Papa was gone and we had to move on. It wasn't long before I decided to go ahead with the trip to Peru. Papa's passion for the Josiah and the work able to be done because of it was contagious. I would go to Iquitos and travel the Amazon for Papa. Maybe I was selfish in my motives in that ministry had little to do with it. I made a promise to Papa and I was going to keep it. But, as always, God had other plans for me.

We hadn't been in Iquitos for more than a few hours when we took motor cars through the city. The sights and sounds assailed my senses and I was immediately taken in my my surroundings. The hot, humid air was like a brick wall every time I stepped out of the comfort of an air-conditioned building. Dogs roamed the streets as freely as the locals. Latin pop music blared from buses, stores and porch radios. Motor bikes churned up dust from the side streets. Several men worked on the side of the road trying to fix a motor car while a family waited patiently for another. I was in a world completely unlike my own and I was loving every minute of it. I couldn't help but ponder what Papa would have thought of it all. To my knowledge, he'd never left North America. I could picture him beside me laughing at local children playing in the streets, pointing at items in shop windows and trying to speak Spanish even though I'm sure he didn't know a lick of it. Papa would have loved it as much as I do.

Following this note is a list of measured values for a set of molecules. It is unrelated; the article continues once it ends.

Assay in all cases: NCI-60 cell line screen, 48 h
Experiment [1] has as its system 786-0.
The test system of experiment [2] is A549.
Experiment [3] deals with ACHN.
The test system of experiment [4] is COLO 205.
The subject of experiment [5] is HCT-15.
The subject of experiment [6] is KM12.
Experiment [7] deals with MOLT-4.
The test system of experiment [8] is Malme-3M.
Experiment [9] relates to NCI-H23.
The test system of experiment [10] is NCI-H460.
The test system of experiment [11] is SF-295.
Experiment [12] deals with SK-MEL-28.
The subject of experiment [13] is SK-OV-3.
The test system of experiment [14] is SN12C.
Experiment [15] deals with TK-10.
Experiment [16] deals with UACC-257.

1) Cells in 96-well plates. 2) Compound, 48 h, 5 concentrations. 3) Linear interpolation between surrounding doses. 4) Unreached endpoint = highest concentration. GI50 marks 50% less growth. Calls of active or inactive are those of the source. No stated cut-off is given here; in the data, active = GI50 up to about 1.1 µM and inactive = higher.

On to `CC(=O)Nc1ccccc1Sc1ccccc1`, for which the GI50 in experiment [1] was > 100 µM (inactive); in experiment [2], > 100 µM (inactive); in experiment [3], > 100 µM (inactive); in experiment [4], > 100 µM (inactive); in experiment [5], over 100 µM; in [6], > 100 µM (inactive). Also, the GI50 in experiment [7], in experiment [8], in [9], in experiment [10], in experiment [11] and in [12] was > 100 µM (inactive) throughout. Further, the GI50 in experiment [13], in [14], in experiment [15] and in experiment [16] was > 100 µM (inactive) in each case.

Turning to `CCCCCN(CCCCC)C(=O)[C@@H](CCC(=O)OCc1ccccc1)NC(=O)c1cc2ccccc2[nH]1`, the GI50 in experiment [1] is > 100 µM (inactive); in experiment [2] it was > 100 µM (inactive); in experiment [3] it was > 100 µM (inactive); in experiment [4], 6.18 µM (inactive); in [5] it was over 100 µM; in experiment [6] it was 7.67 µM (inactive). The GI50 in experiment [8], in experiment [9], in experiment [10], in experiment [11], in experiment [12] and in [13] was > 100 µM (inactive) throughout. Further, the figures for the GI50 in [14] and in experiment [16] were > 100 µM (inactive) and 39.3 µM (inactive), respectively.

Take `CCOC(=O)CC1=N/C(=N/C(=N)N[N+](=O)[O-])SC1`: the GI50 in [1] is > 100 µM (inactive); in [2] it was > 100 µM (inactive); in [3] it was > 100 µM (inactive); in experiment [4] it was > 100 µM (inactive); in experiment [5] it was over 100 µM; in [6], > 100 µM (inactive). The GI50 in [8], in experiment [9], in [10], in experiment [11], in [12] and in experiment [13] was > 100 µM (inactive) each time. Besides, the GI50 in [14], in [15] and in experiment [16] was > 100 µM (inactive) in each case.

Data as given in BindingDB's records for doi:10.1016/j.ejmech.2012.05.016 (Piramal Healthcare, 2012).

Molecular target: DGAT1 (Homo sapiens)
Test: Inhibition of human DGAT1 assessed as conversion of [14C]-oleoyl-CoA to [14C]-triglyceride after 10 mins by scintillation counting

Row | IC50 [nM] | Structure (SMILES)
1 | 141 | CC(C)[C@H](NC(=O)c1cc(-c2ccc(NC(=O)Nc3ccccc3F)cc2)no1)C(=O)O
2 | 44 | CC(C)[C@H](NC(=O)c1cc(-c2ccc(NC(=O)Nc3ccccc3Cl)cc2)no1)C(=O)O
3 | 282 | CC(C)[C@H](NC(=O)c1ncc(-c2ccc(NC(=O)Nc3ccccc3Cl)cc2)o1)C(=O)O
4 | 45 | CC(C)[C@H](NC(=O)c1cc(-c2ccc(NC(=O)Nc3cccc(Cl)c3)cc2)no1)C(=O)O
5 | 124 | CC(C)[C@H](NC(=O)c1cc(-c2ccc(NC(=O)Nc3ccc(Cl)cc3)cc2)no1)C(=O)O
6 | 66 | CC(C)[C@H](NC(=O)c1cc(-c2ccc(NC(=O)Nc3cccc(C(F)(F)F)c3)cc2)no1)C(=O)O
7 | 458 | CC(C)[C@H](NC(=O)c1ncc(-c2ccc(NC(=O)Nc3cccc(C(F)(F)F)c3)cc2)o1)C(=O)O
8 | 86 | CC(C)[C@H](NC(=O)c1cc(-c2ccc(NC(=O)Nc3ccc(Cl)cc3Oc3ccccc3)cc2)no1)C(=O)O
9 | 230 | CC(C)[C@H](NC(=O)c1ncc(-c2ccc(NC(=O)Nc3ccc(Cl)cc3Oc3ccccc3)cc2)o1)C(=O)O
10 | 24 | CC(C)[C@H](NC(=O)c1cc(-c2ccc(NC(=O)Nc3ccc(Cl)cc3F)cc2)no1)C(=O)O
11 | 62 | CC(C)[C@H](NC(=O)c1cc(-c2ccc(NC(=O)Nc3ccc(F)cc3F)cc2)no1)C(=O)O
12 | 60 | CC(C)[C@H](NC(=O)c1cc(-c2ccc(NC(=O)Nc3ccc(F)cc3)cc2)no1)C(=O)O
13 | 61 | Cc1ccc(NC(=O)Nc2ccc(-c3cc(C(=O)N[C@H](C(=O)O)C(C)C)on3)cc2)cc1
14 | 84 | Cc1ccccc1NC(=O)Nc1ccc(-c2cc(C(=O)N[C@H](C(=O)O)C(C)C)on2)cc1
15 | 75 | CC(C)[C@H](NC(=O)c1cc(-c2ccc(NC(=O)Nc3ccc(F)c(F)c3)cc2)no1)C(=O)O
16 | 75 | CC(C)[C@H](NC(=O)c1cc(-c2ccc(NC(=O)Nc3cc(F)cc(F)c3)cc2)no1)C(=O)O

The first few days were hard. I nearly cried the first time I saw the Josiah on the river. We sat on the banks of the Amazon and waited in the scorching sun. I got sick the next day. My skin burned and my head spinned. I'd almost convinced myself it was all due to missing Papa so much. I got better with rest and water and soon began to wander the boat talking to those on board. My life changed in a matter of two weeks. By the time we returned to Iquitos, I didn't want to leave at all. I made new friends and got closer to my extended church family. I fulfilled my promise to Papa and in doing so, found a place I'd never expected to love.

In the months since my return to Canada, I've been waiting to leave again. And now I leave in two days! This trip will be an extension of the fulfillment of the promise I made to Papa and even more so, the promise I made to God. "Send me" leads my every step (not only in spirit, but in the natural as the quote is now a permanent fixture on my right ankle). I will go where the Lord sends me and I am so thankful that He sent me to Peru. I am eager to return and pick up where I left off in October of last year. I pray that I will be open to everything God has in store for me this time around and that I will not miss out on anything He has for me because I didn't want to participate or didn't feel something was for me. I am open and ready.